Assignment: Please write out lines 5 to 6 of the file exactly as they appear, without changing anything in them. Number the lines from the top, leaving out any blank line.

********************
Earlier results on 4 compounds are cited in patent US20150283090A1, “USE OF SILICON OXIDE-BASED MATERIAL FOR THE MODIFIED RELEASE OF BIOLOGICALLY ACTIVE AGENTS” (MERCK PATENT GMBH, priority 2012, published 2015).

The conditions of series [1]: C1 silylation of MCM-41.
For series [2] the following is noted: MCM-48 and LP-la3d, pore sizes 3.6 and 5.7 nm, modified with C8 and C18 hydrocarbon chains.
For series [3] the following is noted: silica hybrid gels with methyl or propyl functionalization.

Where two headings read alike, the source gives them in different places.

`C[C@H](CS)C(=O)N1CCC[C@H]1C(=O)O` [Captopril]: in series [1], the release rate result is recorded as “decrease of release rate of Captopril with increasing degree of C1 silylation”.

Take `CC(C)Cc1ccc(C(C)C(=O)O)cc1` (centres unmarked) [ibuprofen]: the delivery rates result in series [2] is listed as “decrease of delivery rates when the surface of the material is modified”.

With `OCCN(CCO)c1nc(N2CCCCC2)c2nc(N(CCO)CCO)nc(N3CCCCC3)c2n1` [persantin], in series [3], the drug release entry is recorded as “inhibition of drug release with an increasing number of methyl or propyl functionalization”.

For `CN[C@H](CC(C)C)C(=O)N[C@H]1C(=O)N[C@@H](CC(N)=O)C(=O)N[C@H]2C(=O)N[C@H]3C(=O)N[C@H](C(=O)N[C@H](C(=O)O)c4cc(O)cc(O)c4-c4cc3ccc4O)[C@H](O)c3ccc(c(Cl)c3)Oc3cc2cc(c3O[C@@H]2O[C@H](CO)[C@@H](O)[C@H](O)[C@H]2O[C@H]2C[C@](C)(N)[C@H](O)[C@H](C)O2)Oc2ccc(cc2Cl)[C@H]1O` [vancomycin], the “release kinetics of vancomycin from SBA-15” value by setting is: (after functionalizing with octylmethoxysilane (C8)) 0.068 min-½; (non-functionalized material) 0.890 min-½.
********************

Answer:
Where two headings read alike, the source gives them in different places.

`C[C@H](CS)C(=O)N1CCC[C@H]1C(=O)O` [Captopril]: in series [1], the release rate result is recorded as “decrease of release rate of Captopril with increasing degree of C1 silylation”.